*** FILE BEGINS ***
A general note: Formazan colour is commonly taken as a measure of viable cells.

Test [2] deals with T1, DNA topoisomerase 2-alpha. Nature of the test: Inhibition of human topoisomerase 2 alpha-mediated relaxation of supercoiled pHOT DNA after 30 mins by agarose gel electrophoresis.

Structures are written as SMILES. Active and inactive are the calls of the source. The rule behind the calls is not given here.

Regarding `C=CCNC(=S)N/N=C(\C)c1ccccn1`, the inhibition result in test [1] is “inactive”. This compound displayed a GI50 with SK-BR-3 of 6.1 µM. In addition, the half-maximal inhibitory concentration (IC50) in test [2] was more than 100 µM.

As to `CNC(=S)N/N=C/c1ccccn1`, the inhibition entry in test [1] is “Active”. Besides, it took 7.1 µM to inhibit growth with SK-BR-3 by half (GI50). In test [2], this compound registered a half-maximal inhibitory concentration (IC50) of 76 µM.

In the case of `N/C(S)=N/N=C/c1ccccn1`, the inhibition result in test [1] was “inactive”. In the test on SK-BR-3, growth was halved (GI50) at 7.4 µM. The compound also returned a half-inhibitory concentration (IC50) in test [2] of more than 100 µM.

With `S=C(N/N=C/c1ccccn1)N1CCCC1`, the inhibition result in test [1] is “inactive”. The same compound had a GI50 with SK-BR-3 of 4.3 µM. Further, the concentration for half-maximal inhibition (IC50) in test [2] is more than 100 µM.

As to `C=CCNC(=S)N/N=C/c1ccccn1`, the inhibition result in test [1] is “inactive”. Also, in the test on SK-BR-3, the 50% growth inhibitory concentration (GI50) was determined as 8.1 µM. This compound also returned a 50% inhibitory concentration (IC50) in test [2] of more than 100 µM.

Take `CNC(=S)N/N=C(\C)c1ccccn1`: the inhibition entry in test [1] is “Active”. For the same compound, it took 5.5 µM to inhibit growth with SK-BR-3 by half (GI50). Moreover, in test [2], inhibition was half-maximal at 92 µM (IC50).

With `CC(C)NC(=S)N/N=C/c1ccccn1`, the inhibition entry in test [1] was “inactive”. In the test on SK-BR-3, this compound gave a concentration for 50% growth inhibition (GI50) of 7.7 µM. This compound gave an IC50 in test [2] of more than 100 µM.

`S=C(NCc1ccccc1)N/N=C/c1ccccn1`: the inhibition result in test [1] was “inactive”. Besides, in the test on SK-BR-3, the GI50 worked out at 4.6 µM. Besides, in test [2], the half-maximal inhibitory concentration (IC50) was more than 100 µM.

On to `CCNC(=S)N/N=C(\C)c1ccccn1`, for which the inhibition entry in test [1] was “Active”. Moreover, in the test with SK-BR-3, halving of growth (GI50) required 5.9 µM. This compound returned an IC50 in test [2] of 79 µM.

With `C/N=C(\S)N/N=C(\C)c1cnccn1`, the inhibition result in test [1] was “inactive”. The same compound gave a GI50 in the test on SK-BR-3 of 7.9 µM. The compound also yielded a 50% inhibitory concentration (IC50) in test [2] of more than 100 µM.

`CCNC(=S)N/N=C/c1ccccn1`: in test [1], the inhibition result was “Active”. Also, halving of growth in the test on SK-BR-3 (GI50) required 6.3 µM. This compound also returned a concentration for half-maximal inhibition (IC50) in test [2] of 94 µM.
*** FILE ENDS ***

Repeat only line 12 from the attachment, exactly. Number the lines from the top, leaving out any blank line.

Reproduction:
On to `CCNC(=S)N/N=C(\C)c1ccccn1`, for which the inhibition entry in test [1] was “Active”. Moreover, in the test with SK-BR-3, halving of growth (GI50) required 5.9 µM. This compound returned an IC50 in test [2] of 79 µM.